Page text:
He added: “We will reverse the vicious cycle of falling membership and the loss of young Jewish families in the city.”
Conservative councillor Andrew Wealls, who represents Central Hove, asked about the situation with St Christopher’s School.
He said that the site offered classrooms yet there were objections about overlooking and loss of amenity.
He was told that the windows are angled away and would be looking towards the sea, not towards the playground. While there were concerns, the school was described as supportive.
The other Central Hove councillor, Clare Moonan, asked about light into the school.
The Labour councillor was told that no classrooms faced on to the synagogue site, only toilets and other utility rooms.
Conservative councillor Jayne Bennett asked if all the houses would be available to all.
She was told that they would be, although five of the home would be classed as “affordable” and would be let through a Jewish housing association.
She said: “I think it is a good site to be developed but it is too high and I am worried about the trees.”
Green councillor Phélim Mac Cafferty asked about the long-term future of the trees of the site because the council’s arboriculturist said that there would be considerable root damage to 12 protected trees.
He said: “This is putting a quart in a pint pot. This is asking too much for a relatively modest-sized area to deliver.
“When I think of this area of Hove, I think of trees. If there is a threat to these trees, I have to think strongly about it before giving consent.”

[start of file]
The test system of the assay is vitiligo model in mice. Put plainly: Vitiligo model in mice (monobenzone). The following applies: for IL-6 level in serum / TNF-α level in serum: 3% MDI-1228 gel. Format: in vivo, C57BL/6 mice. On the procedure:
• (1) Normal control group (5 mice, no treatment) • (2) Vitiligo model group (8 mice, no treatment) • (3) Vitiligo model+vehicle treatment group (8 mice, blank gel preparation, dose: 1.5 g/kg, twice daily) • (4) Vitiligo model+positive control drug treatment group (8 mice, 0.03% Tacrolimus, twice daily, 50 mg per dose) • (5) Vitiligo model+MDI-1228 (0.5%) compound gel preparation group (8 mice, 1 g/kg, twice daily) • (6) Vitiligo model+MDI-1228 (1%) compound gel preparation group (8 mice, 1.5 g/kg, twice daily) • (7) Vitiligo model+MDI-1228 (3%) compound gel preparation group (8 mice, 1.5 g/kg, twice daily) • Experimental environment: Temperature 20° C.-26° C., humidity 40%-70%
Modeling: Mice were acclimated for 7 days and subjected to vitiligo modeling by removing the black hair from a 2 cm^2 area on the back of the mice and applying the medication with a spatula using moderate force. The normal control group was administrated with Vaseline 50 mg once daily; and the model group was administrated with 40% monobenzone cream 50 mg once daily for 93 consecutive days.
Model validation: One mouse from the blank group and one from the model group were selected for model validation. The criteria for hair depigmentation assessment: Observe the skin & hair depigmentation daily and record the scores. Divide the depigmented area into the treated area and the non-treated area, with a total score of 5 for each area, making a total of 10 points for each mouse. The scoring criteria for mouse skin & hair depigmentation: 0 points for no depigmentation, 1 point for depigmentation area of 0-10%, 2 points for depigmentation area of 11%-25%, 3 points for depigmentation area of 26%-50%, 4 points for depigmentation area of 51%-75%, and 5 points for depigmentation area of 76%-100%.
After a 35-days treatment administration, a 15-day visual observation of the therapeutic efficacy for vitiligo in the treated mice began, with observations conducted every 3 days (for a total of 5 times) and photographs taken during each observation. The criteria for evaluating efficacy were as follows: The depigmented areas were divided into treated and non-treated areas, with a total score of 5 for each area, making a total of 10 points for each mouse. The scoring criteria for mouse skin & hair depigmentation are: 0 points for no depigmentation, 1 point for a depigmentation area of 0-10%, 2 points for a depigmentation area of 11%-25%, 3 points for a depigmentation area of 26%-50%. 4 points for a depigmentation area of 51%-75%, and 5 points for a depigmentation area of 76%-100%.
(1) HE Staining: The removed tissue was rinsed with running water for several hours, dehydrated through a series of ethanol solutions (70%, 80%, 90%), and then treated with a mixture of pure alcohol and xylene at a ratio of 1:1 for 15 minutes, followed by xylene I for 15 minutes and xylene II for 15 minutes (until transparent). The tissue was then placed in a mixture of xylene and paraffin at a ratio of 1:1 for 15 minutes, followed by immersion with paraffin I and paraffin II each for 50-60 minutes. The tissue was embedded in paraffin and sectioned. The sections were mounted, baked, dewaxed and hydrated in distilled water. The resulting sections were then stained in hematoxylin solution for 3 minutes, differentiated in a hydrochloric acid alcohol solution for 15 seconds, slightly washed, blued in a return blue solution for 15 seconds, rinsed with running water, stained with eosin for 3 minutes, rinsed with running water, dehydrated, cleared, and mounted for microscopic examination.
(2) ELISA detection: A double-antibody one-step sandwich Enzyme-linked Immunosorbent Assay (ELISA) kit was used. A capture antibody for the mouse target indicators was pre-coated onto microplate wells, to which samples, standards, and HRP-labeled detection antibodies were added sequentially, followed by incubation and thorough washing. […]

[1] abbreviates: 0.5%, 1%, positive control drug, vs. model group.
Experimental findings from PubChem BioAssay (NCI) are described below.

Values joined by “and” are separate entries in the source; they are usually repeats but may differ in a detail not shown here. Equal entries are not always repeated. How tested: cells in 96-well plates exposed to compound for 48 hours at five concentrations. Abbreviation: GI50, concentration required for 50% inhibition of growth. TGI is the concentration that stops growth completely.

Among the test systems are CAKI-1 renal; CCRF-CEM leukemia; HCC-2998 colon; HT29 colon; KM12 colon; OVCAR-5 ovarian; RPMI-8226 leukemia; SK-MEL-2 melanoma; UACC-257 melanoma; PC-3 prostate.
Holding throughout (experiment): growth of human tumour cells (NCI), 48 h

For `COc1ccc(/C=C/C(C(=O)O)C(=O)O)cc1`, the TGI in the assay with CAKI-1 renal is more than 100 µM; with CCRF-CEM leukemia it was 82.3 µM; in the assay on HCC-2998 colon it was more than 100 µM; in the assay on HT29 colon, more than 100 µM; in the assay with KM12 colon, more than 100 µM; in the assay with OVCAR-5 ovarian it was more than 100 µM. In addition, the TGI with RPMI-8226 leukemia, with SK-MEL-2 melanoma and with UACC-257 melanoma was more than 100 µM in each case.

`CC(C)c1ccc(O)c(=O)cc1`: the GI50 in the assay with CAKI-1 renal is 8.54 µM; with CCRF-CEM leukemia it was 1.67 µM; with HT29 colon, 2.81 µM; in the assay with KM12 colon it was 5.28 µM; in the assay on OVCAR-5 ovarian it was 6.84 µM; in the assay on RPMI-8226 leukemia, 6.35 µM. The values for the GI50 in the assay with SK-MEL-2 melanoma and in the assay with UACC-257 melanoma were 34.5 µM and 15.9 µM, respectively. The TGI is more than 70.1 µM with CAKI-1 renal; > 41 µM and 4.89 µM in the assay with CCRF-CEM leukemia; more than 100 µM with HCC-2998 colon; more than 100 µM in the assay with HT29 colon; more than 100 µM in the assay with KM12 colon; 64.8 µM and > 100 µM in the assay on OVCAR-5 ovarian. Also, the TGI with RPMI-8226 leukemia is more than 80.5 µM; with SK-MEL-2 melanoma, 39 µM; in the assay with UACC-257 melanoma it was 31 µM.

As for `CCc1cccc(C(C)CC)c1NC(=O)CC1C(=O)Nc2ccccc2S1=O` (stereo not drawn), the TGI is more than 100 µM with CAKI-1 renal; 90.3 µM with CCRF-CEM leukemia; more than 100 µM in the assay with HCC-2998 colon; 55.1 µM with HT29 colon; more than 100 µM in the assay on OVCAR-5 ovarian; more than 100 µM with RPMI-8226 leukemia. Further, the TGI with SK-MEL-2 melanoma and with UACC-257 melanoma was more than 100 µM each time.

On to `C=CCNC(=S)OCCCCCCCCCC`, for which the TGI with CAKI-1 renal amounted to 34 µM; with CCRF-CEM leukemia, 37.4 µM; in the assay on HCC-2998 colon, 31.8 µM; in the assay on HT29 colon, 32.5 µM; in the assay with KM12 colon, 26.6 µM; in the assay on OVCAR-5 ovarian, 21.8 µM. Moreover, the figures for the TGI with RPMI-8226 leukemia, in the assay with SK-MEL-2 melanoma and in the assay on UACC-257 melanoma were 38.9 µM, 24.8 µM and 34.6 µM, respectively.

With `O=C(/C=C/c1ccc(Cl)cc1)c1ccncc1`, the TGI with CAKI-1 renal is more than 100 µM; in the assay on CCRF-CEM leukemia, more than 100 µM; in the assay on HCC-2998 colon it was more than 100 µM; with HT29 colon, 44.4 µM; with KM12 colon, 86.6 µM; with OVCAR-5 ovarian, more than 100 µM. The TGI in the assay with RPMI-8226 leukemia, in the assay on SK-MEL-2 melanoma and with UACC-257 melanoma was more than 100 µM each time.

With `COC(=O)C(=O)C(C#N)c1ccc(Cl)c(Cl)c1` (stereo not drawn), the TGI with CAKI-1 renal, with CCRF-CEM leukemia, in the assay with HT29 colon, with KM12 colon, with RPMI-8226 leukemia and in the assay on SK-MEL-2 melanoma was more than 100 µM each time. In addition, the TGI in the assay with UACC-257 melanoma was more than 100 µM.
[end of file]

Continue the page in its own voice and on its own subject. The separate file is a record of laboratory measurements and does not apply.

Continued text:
The council tree expert was not available but the developer’s arboriculturist said that the the root systems along the eastern boundary were taken into consideration and the “thrust” of the scheme was to retain them for the long-term future.
Four are due to be removed from the site with all others remaining. If any are damaged, the council has secured a commitment to replace each one with three.
Goldsmid ward Labour councillor Jackie O’Quinn said: “In my ward we have had incidents of anti-semitic graffiti.
“What recommendations have the police made with regard to security in the area?
“I think that is quite important as it is next to a school and we are on high alert.”
She was told that Sussex Police had said that the development was secure by design.
Parking permits came up but councillors were told that there was plenty of parking available in the area and that the plans were in line with council policy.
Green councillor Leo Littman said that he felt sad at the “dilapidated” state of the site as he had had his Bar Mitzvah at the schul and had a close family connection to the synagogue.
He said: “It is desperate for development but this is two villas and a synagogue making way for 45 dwellings which is inappropriate for the site.
“If something else was to come along, we would judge it on the basis of what is in front of us.”
Conservative councillor Joe Miller said that the schul was “an amazing space” and welcomed the affordable housing.
He said: “I have got concerns about the trees although these concerns do not outweigh the benefits.”
The planning application was granted by seven votes to five.
Councillors Lynda Hyde, Joe Miller, Andrew Wealls, Penny Gilbey, Clare Moonan, Julie Cattell and Michael Inkpin-Leissner voted in favour of the scheme.
Councillors Carol Theobald, Jayne Bennett, Leo Littman, Phélim Mac Cafferty and Jackie O’Quinn voted against it.